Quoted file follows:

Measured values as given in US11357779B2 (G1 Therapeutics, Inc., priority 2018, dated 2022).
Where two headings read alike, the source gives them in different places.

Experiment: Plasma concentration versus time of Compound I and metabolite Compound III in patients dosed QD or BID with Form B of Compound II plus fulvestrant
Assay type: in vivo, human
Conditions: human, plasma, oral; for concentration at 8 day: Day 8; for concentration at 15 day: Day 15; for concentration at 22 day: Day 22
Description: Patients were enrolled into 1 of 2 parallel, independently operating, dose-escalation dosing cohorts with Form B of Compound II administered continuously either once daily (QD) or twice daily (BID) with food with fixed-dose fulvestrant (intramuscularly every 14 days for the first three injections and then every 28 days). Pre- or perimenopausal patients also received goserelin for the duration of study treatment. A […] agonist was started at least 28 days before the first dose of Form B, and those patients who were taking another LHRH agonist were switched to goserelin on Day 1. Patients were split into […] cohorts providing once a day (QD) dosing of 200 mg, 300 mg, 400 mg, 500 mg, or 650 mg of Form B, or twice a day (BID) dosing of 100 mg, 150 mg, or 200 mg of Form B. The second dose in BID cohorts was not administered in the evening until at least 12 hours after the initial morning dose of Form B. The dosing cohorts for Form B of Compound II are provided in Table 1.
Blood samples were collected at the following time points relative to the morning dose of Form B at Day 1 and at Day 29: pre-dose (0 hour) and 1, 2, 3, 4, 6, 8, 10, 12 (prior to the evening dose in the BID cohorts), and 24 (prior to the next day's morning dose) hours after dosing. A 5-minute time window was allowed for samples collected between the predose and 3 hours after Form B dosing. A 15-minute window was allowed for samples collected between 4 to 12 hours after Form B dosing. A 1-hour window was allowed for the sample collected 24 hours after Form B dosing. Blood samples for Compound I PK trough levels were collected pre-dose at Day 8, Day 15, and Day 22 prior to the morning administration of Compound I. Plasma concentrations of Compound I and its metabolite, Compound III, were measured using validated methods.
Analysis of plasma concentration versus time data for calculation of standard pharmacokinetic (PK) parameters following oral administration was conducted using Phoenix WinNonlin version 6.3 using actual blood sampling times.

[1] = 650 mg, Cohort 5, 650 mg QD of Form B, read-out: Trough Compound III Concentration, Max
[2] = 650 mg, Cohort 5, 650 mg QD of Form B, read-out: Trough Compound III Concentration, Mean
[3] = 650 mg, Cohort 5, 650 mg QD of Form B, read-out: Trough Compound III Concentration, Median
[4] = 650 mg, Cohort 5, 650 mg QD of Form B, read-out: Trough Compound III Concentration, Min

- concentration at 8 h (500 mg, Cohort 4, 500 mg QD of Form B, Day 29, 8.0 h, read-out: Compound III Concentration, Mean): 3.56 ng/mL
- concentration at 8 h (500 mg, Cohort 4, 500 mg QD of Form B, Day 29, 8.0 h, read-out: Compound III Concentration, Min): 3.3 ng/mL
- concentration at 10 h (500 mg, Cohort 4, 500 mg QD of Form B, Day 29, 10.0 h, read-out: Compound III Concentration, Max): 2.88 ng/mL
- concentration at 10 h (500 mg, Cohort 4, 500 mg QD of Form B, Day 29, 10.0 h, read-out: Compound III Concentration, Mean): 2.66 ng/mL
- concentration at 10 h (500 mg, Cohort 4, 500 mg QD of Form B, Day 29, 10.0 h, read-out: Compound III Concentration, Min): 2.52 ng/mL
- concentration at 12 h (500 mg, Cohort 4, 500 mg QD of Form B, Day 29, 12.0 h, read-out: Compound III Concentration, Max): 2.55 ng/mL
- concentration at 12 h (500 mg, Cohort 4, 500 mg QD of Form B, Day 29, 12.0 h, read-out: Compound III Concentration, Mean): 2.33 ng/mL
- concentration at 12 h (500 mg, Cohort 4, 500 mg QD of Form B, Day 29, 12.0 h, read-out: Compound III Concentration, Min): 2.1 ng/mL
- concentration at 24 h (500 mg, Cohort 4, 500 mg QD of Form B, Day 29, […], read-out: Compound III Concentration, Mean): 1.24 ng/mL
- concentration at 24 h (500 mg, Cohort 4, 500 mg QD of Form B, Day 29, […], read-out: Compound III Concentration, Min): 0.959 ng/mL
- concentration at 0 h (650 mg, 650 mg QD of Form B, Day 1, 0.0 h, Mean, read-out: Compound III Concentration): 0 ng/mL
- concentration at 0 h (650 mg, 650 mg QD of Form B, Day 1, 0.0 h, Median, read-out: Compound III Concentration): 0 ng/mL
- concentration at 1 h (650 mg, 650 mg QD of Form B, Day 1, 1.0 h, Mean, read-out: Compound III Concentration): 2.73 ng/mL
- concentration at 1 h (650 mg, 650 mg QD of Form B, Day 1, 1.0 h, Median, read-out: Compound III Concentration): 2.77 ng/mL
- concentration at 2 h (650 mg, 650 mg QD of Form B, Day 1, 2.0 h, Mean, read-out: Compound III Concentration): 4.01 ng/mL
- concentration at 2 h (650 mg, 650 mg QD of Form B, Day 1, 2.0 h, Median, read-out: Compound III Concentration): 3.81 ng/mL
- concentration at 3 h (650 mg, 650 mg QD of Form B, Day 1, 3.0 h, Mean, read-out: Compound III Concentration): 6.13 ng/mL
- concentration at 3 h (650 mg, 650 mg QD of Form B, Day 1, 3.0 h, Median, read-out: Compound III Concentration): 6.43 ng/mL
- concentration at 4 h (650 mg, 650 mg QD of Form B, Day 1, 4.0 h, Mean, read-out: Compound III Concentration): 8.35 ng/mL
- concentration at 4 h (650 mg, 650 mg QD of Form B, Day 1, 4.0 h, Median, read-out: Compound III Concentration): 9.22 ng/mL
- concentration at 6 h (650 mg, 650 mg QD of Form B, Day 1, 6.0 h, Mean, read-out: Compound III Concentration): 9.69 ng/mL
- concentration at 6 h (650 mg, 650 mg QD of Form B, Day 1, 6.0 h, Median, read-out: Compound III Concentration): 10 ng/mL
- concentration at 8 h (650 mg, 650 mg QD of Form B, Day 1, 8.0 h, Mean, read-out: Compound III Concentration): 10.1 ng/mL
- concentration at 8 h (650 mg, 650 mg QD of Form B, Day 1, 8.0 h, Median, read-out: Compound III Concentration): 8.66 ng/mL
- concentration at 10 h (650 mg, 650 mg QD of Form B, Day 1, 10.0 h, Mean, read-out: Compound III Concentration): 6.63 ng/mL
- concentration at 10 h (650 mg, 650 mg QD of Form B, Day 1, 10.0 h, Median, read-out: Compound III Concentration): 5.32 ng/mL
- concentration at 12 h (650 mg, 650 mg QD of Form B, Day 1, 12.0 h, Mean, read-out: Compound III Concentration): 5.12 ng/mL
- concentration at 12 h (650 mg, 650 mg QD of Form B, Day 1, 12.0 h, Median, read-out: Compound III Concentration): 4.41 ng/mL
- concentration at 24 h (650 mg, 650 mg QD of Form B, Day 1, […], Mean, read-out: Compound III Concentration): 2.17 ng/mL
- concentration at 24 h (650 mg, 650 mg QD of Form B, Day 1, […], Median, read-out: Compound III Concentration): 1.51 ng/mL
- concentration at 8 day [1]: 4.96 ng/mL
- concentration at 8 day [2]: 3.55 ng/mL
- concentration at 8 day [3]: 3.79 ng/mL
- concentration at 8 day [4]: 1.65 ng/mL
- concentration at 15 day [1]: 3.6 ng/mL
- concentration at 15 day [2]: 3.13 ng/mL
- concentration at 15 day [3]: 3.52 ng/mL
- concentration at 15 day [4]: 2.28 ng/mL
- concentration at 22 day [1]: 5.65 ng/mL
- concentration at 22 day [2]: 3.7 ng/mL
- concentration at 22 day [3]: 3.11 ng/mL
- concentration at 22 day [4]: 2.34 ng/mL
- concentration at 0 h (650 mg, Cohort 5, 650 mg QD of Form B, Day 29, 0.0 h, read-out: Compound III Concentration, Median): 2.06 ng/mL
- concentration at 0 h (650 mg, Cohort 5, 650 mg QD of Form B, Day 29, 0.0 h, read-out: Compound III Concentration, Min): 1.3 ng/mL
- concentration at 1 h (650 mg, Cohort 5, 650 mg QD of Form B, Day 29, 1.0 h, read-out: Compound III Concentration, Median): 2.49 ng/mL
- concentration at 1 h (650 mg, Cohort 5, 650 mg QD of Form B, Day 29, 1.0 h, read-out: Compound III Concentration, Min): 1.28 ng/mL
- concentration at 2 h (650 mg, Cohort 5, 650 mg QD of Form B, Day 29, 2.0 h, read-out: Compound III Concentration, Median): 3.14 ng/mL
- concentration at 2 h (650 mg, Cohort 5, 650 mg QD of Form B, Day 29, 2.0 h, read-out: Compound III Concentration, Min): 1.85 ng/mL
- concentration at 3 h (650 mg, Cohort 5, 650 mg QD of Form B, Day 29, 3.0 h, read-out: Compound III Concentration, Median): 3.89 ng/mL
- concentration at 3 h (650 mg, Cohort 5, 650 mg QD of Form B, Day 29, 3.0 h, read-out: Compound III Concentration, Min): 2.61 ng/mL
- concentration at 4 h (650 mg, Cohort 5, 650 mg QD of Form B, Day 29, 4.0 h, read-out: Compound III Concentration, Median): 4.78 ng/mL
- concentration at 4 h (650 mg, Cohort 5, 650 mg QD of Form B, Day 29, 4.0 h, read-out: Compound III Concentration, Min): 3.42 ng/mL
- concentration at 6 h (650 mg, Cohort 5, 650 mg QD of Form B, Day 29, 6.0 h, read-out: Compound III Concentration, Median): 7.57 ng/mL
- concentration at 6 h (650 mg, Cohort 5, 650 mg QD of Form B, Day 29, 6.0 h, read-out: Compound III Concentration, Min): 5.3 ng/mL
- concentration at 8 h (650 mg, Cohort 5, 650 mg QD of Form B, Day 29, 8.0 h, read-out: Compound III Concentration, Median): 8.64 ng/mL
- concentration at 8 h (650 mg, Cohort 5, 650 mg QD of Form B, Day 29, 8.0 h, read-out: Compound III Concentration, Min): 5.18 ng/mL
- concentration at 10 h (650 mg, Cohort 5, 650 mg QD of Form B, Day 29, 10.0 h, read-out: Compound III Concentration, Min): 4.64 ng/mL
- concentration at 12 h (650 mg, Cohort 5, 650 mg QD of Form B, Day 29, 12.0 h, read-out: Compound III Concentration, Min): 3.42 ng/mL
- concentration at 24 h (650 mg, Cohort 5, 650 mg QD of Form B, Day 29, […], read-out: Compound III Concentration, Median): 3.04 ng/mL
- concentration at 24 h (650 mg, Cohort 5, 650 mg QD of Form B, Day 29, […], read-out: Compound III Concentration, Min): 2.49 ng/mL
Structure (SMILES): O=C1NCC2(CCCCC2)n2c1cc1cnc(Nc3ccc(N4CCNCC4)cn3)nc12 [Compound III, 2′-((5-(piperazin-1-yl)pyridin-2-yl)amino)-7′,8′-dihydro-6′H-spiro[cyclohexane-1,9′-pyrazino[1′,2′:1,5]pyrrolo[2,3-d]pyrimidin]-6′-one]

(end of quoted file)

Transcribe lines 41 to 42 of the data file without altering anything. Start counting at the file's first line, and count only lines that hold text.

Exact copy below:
- concentration at 24 h (650 mg, 650 mg QD of Form B, Day 1, […], Mean, read-out: Compound III Concentration): 2.17 ng/mL
- concentration at 24 h (650 mg, 650 mg QD of Form B, Day 1, […], Median, read-out: Compound III Concentration): 1.51 ng/mL